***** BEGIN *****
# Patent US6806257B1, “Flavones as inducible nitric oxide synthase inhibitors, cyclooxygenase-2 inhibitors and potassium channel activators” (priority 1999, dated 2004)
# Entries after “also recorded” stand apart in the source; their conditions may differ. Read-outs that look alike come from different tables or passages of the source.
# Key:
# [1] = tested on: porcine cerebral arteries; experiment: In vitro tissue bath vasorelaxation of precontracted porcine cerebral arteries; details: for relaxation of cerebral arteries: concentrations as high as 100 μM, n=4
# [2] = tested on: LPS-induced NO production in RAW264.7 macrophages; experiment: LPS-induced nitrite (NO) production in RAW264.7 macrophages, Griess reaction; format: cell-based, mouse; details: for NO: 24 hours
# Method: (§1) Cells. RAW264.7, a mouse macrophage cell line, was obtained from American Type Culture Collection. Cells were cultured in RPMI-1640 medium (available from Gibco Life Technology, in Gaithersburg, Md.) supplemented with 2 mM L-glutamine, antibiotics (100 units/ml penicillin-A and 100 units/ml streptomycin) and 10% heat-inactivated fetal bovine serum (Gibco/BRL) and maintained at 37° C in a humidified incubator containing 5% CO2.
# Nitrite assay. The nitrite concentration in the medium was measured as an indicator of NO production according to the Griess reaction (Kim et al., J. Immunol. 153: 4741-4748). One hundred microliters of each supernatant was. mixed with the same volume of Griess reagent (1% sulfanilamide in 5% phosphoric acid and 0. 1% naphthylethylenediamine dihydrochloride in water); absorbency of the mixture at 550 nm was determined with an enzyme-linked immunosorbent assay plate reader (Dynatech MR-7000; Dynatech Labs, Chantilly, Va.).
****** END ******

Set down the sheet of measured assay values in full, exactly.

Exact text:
# Patent US6806257B1, “Flavones as inducible nitric oxide synthase inhibitors, cyclooxygenase-2 inhibitors and potassium channel activators” (priority 1999, dated 2004)
# Entries after “also recorded” stand apart in the source; their conditions may differ. Read-outs that look alike come from different tables or passages of the source.
# Key:
# [1] = tested on: porcine cerebral arteries; experiment: In vitro tissue bath vasorelaxation of precontracted porcine cerebral arteries; details: for relaxation of cerebral arteries: concentrations as high as 100 μM, n=4
# [2] = tested on: LPS-induced NO production in RAW264.7 macrophages; experiment: LPS-induced nitrite (NO) production in RAW264.7 macrophages, Griess reaction; format: cell-based, mouse; details: for NO: 24 hours
# Method: (§1) Cells. RAW264.7, a mouse macrophage cell line, was obtained from American Type Culture Collection. Cells were cultured in RPMI-1640 medium (available from Gibco Life Technology, in Gaithersburg, Md.) supplemented with 2 mM L-glutamine, antibiotics (100 units/ml penicillin-A and 100 units/ml streptomycin) and 10% heat-inactivated fetal bovine serum (Gibco/BRL) and maintained at 37° C in a humidified incubator containing 5% CO2.
# Nitrite assay. The nitrite concentration in the medium was measured as an indicator of NO production according to the Griess reaction (Kim et al., J. Immunol. 153: 4741-4748). One hundred microliters of each supernatant was. mixed with the same volume of Griess reagent (1% sulfanilamide in 5% phosphoric acid and 0. 1% naphthylethylenediamine dihydrochloride in water); absorbency of the mixture at 550 nm was determined with an enzyme-linked immunosorbent assay plate reader (Dynatech MR-7000; Dynatech Labs, Chantilly, Va.).